The formal languages we use to represent number systems are interchangeable, which is why we don't hesitate to use different notations, e.g. hexadecimal, octal, binary, etc... to represent the reals. The addition, or removal, of characters to the underlying alphabet is irrelevant, as long as the interpretation remains consistent.

So why are we restricted from using the integers to represent real numbers?

For example, the octal language used to represent real numbers consists of the following alphabet: $\{0,1,2,3,4,5,6,7,.,-\}$. Clearly, we can replace the decimal point '$.$' and the minus sign '$-$' with $8$ and $9$ respectively. Thus a real number such as $-9.125_{10}$ or $-11.1_{8}$ becomes $91181$. This mapping also leaves us with an infinite number of meaningless symbols such as $888..$, $8989...$, or $999...$ which could be used to establish an entirely new language ($\{8,9\}^*$) that could be used to represent irrationals or whatever else you'd like.

Why doesn't this particular interpretation constitute an injective mapping?

How is this not a listing of the reals?

  • 2
    $\begingroup$ There is a difference between infinite sequences and arbitrarily long finite sequences. In particular $\aleph_0^{\aleph_0} = \mathfrak{c}$ (the exponent is infinite), but $\bigcup_{i \in \mathbb{N}}\aleph_0^i = \aleph_0$ (the exponent is finite). $\endgroup$ – dtldarek Jan 28 '14 at 20:03
  • $\begingroup$ That is not a listing of the reals because it fails to list the number $\frac 13$. $\endgroup$ – MJD Jan 28 '14 at 20:16
  • $\begingroup$ @MJD That number is most certainly bound to $8$. $\endgroup$ – user2939875 Jan 28 '14 at 20:23
  • $\begingroup$ Did you say that in the question? Or was I just supposed to guess? Your post seems to suggest that at the time you wrote it, you thought that $\{0,1, \ldots, 7, ., -\}^\ast$ would exhaust the rationals. $\endgroup$ – MJD Jan 28 '14 at 20:29

The Kleene star produces only finite sequences of the alphabet symbols. The elements in $\Sigma^*$ for some alphabet $\Sigma$ can be arbitrary long, but each of them is, individually, finite.

Because of this, there are not enough elements in $\Sigma^*$ to give every real number a representation.

You can select some irrational numbers to represent with your strings-that-don't-have-a-meaning-yet, of course -- getting an injective mapping from $\Sigma^*$ to $\mathbb R$ is no problem, but you can't make it surective. There will always be some reals left over that you're not representing.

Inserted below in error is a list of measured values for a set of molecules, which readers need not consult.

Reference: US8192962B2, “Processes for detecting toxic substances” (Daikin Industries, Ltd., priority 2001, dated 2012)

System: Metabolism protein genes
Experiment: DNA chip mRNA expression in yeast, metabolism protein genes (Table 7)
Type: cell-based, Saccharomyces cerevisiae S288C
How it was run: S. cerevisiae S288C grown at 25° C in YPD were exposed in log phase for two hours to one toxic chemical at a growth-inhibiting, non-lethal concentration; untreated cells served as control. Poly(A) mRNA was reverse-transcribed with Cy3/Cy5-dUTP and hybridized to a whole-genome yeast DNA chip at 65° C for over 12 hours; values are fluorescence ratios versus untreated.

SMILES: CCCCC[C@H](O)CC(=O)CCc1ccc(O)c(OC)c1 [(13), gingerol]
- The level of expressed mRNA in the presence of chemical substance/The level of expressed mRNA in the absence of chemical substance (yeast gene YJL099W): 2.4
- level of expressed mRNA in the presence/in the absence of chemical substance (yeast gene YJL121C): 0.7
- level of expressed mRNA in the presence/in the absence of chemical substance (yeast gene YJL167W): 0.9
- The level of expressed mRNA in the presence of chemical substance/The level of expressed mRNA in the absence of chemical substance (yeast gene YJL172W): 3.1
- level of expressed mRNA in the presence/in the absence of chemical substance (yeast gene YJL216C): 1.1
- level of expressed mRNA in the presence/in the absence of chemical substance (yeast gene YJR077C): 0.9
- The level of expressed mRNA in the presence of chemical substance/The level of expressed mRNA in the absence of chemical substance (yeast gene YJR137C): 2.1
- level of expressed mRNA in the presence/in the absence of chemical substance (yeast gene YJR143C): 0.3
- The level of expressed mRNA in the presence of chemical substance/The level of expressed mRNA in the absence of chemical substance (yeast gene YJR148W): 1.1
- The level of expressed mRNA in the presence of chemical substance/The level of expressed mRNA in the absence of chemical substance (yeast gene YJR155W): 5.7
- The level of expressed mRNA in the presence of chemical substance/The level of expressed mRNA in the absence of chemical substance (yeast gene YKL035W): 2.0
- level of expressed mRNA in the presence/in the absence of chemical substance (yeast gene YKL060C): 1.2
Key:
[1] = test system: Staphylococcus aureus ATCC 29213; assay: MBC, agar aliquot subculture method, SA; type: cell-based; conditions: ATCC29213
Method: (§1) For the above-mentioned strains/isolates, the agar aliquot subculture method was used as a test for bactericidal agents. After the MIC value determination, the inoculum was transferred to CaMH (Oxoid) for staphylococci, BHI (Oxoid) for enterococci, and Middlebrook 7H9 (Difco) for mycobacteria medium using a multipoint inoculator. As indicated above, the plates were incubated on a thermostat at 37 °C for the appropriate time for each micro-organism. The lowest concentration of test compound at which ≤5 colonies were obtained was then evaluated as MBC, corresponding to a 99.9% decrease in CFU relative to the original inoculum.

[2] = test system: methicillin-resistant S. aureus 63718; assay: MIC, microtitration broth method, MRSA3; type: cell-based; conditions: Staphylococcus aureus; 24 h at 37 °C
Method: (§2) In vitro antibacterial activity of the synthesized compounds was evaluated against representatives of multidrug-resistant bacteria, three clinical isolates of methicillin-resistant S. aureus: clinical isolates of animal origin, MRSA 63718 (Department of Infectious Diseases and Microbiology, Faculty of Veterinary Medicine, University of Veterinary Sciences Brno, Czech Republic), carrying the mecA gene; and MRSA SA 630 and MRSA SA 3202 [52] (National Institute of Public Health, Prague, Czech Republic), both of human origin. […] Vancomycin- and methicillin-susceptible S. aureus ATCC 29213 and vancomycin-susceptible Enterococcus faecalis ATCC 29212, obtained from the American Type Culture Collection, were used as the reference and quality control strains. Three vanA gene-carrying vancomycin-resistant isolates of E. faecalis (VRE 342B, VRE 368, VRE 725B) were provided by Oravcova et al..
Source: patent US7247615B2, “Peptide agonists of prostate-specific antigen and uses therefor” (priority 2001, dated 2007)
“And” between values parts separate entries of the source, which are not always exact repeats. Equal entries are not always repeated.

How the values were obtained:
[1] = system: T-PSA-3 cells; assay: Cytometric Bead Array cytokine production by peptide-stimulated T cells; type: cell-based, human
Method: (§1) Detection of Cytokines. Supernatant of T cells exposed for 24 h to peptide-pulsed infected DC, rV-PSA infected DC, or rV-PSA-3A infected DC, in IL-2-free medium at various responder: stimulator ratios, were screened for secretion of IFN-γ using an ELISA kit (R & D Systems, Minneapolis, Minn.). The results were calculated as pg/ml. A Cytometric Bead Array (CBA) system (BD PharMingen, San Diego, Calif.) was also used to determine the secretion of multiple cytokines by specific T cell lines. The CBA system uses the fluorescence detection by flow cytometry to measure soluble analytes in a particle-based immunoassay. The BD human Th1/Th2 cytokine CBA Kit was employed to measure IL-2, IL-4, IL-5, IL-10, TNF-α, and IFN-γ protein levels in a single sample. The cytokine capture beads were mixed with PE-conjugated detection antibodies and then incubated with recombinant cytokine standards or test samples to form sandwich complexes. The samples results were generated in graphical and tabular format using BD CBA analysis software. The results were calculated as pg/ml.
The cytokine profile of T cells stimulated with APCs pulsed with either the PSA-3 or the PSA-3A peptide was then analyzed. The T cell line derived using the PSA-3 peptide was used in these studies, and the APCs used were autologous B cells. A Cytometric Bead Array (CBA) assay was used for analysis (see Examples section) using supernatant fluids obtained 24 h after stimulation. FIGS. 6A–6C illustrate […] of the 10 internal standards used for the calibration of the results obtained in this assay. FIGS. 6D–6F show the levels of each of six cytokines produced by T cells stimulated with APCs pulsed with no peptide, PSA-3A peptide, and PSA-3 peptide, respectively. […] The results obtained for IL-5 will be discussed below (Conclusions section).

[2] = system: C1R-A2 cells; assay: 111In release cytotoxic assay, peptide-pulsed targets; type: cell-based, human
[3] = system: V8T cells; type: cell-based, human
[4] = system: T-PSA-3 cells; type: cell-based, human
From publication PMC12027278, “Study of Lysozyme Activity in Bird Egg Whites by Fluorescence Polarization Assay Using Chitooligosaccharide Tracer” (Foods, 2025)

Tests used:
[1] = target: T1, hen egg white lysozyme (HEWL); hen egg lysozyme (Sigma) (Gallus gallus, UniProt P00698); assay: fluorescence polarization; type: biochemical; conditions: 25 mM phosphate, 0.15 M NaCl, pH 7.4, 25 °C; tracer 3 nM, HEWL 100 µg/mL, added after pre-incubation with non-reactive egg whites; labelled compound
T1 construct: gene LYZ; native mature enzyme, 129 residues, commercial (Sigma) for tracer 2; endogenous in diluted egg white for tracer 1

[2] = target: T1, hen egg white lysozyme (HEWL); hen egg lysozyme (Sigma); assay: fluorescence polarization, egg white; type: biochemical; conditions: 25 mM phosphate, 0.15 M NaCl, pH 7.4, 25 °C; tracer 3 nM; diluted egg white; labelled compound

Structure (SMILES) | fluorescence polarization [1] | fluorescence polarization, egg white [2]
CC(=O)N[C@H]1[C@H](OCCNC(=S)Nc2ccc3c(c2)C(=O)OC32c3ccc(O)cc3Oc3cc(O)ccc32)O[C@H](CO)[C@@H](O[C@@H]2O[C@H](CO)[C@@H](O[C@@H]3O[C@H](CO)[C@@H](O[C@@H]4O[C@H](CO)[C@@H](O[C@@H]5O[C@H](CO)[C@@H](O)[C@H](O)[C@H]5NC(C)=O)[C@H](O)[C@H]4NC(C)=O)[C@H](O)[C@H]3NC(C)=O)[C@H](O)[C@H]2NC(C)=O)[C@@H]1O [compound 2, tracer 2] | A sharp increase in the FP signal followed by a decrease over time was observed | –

• $\begingroup$ What I'm not understanding is how these missing representations actually manifest when all notions are inextricably bound to the limitations of syntax. $\endgroup$ – user2939875 Jan 28 '14 at 20:11
  • $\begingroup$ @user2939875: I don't understand what you mean by "inextricably bound to the limitations of syntax". Since $\Sigma^*$ is countable, there is a surjection $f:\mathbb N\to \Sigma^*$. If you have any representation scheme $g:\Sigma^*\to\mathbb R$, form the composition $g\circ f:\mathbb N\to\Sigma^*$, and apply Cantor's theorem (for example, with the diagonal proof). This produces a real number $x$ that is not hit by $g\circ f$ -- and since $f$ hits all of $\Sigma^*$, we can conclude that $g$ doesn't hit $x$ either. Therefore your $g$ does not represent all of $\mathbb R$. $\endgroup$ – Henning Makholm Jan 28 '14 at 20:17
  • $\begingroup$ In fact, the statement that 'all notions are inextricably bound to the limitations of syntax' is at the crux of the problem; the reals are so deep and mysterious that not only can we not list them all, we can't compute them all; the number of programs is also countable and so the number of numbers computed by them must be countable as well. This implies that there are uncomputable reals, reals that we can't possibly give a proper description of. (Arguably, the fact that we don't even 'know' how many reals there are - the continuum hypothesis - arises because of this unknowability.) $\endgroup$ – Steven Stadnicki Feb 27 '14 at 16:23

The short answer to the issue raised your question is this: $K^\ast$ is the set of finite sequences of elements of $K$. If $K$ is a finite set, then $K^\ast$ is countable, and Cantor's theorem tells us that the real numbers are not countable.

The mapping may be injective, but the real question is whether it is surjective: for any real number $r$, is there some sequence that is mapped to $r$. But there surely is not.

I began by asking how you plan to represent $\frac 13$, since the scheme you described, which is supposed to map rational numbers onto elements of $\{0, 1, \ldots 9\}^\ast$, does not succeed with $\frac13$, which is $0._825252525\ldots$ and does not receive a terminating base-8 representation, so does not correspond to a finite sequence of symbols in your system. You arbitrarily assigned $\frac13$ the representation 8.

But it's rather ingenuous to ask “How is this not a listing of the reals?” when you didn't actually explain how you plan to map $\{8, 9\}^\ast$ to the "irrationals or whatever", where "whatever" now apparently includes $\frac13$. If you had given a specific mapping, it would be possible to produce a real number that you missed; this is exactly what Cantor's theorem does. But in the absence of a particular mapping, all one can do is appeal to Cantor's theorem in general.

But these sequences are not members of $\{0,1\}^\ast$, because that is the set of finite sequences of zeroes and ones, and many real numbers are only represented by an infinite sequence. For example, $\frac13$ is $0._201010101\ldots$.

And indeed Cantor's theorem tells us that there is no system in which every real number has a finite representation.


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